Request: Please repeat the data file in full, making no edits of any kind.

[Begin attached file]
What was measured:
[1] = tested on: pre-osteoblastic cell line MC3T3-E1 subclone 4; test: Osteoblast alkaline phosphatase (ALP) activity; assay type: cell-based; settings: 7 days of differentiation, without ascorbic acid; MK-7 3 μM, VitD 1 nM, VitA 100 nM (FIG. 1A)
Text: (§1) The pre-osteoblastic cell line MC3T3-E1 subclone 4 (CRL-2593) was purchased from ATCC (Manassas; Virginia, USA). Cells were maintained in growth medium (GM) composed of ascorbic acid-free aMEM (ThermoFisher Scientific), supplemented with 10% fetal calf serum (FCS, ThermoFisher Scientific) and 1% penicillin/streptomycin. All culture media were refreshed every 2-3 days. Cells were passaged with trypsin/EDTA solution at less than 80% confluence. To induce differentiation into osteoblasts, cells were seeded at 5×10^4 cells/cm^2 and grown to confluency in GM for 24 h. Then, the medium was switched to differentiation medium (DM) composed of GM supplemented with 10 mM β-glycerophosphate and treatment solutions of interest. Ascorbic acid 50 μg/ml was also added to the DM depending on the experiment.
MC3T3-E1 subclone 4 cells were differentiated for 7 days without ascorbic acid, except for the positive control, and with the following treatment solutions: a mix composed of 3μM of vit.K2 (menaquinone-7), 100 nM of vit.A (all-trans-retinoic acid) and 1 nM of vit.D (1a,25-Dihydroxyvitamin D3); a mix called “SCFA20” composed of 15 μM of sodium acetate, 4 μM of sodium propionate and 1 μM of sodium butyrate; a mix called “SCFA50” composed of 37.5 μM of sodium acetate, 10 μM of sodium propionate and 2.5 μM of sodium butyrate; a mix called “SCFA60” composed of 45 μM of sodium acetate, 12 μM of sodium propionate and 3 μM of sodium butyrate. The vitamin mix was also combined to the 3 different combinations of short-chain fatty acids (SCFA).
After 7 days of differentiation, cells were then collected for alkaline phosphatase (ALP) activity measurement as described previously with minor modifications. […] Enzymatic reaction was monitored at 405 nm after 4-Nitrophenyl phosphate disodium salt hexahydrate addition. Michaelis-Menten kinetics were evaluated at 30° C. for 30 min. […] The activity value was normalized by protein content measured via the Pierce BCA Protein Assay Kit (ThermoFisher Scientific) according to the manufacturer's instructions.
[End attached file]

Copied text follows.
What was measured:
[1] = tested on: pre-osteoblastic cell line MC3T3-E1 subclone 4; test: Osteoblast alkaline phosphatase (ALP) activity; assay type: cell-based; settings: 7 days of differentiation, without ascorbic acid; MK-7 3 μM, VitD 1 nM, VitA 100 nM (FIG. 1A)
Text: (§1) The pre-osteoblastic cell line MC3T3-E1 subclone 4 (CRL-2593) was purchased from ATCC (Manassas; Virginia, USA). Cells were maintained in growth medium (GM) composed of ascorbic acid-free aMEM (ThermoFisher Scientific), supplemented with 10% fetal calf serum (FCS, ThermoFisher Scientific) and 1% penicillin/streptomycin. All culture media were refreshed every 2-3 days. Cells were passaged with trypsin/EDTA solution at less than 80% confluence. To induce differentiation into osteoblasts, cells were seeded at 5×10^4 cells/cm^2 and grown to confluency in GM for 24 h. Then, the medium was switched to differentiation medium (DM) composed of GM supplemented with 10 mM β-glycerophosphate and treatment solutions of interest. Ascorbic acid 50 μg/ml was also added to the DM depending on the experiment.
MC3T3-E1 subclone 4 cells were differentiated for 7 days without ascorbic acid, except for the positive control, and with the following treatment solutions: a mix composed of 3μM of vit.K2 (menaquinone-7), 100 nM of vit.A (all-trans-retinoic acid) and 1 nM of vit.D (1a,25-Dihydroxyvitamin D3); a mix called “SCFA20” composed of 15 μM of sodium acetate, 4 μM of sodium propionate and 1 μM of sodium butyrate; a mix called “SCFA50” composed of 37.5 μM of sodium acetate, 10 μM of sodium propionate and 2.5 μM of sodium butyrate; a mix called “SCFA60” composed of 45 μM of sodium acetate, 12 μM of sodium propionate and 3 μM of sodium butyrate. The vitamin mix was also combined to the 3 different combinations of short-chain fatty acids (SCFA).
After 7 days of differentiation, cells were then collected for alkaline phosphatase (ALP) activity measurement as described previously with minor modifications. […] Enzymatic reaction was monitored at 405 nm after 4-Nitrophenyl phosphate disodium salt hexahydrate addition. Michaelis-Menten kinetics were evaluated at 30° C. for 30 min. […] The activity value was normalized by protein content measured via the Pierce BCA Protein Assay Kit (ThermoFisher Scientific) according to the manufacturer's instructions.